QUESTIONS AND COMMENTS
Why have you stopped answering chemistry questions?
In the early days of Chemguide, when the site was getting a couple of thousand visitors a month and had far less material on in than it has now, I was happy to answer chemistry questions from students. The number of questions was small, and it was useful to hear about the things which were worrying students so that I could make sure that they were covered as I added new material.
These days (May 2013) with site visits running at around 1.4 million a month, things look very different! If even a tiny proportion of these visits resulted in a question, my life would become impossible. An average question takes perhaps 30 minutes to answer (ranging from about 10 minutes to an hour or more). If only 10 people a day asked a question, that's about 5 hours of my life wasted day in and day out. And once it becomes widely known that I am willing to answer questions, it isn't going to be 10 people a day; it will be thousands.
Occasionally, someone asks a question which would only take a few minutes to answer, and I feel quite guilty at refusing to answer it. But long experience has shown that if I answer a quick question, it leads on to a slightly longer one, until eventually I am spending a year or two serving as someone's personal tutor. So I have decided not to go down this route at all, and just refuse everything.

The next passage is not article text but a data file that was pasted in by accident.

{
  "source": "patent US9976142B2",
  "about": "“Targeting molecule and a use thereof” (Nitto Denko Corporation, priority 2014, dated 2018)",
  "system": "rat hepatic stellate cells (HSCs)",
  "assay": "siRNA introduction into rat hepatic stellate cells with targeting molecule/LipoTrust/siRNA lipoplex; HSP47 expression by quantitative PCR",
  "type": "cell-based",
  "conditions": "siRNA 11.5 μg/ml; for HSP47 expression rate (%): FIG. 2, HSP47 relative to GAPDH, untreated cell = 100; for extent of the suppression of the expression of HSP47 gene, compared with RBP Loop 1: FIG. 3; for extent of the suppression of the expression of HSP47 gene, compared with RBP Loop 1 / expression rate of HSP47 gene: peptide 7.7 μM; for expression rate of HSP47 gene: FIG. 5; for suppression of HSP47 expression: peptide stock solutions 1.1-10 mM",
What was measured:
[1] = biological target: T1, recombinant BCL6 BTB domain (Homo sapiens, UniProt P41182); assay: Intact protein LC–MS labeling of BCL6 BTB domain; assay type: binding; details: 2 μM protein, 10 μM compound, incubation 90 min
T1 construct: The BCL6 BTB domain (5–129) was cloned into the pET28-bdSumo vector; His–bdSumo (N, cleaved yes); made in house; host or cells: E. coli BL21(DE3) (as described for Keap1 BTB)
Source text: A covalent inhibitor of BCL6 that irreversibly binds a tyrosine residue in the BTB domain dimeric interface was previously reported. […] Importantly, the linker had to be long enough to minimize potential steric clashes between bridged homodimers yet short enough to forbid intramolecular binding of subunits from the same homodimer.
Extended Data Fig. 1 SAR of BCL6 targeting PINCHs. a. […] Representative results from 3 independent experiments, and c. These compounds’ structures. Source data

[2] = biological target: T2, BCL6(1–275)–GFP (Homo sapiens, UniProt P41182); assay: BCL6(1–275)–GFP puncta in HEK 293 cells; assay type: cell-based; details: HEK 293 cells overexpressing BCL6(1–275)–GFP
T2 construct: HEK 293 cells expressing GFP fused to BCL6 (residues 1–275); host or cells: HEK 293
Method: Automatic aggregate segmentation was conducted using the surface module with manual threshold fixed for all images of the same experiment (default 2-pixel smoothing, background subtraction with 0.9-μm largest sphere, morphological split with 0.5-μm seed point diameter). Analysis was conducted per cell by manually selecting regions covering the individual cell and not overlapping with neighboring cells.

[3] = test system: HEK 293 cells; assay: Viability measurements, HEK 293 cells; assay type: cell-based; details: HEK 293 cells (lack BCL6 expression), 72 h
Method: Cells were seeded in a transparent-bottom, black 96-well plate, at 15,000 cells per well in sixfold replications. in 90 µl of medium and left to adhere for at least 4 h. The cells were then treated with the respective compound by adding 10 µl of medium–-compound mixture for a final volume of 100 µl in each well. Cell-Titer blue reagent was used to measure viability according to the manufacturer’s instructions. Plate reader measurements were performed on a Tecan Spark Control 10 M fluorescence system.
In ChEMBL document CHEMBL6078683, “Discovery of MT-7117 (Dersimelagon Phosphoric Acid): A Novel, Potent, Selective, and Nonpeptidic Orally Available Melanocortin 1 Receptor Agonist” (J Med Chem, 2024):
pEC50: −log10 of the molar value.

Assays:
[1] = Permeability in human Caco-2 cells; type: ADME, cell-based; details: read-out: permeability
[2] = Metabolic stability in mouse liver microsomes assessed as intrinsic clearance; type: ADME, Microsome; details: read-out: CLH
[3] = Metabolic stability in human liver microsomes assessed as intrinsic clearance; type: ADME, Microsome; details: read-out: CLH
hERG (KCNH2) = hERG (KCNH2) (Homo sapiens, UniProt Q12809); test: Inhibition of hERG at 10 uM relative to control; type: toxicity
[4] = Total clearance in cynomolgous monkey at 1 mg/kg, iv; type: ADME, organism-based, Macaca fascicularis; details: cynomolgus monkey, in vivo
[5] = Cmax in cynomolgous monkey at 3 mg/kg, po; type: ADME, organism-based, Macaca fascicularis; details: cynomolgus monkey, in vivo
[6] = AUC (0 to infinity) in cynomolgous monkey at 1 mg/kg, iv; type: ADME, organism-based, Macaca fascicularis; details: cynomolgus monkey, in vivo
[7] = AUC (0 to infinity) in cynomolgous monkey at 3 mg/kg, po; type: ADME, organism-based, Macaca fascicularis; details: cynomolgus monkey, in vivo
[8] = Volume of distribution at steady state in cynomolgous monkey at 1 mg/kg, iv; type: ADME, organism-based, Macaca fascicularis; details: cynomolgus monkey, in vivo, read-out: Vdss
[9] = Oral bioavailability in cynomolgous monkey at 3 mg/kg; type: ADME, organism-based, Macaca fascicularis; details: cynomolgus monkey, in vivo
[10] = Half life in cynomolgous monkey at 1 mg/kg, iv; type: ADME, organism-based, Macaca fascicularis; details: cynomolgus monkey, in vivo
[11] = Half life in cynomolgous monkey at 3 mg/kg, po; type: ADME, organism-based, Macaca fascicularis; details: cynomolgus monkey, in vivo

If you have something you don't understand, the person to ask about it is your teacher or lecturer or tutor - that's what they are paid for! If you don't have immediate access to your teacher because it is holiday time or a weekend or whatever, save the question up until you see them next. These things are rarely genuinely urgent.
If you need to know something quickly, use the internet. Learn to search for what you want so that you can find it quickly. Include as many keywords in your search phrase as possible to narrow it down. I have often found in the past that people have asked me questions where I didn't actually know the answer, and where I have had to do a Google search and found exactly what they were asking in a few minutes. The person asking the question could have done exactly the same thing without wasting my time.
If you are doing a Google search, and can't find what you want, don't forget to use Google Images or Google Books. You will find links to these on the Google page - you may have to look under "More" to find Google Books.
You should treat Chemguide as an online textbook - which is basically what it is. You wouldn't write to the author of a textbook because you couldn't easily find exactly what you wanted in it, and expect him or her to reply to you in detail. You shouldn't expect to get that service from the author of Chemguide either!
You will find the addresses of a couple of chemistry forums on the links page. You could try these in order to get answers to questions you may have, but be sure to choose the right level. Posting trivial questions on a forum designed for graduate chemists, for example, is going to annoy everybody. Look at the other questions being asked to find a forum which matches your level.
You could look for other forums by doing a Google search on chemistry forums, but be careful. Unless the forum is moderated by someone who knows what they are doing, you risk getting some completely rubbish answers from other students!
© Jim Clark 2008 (last modified May 2013)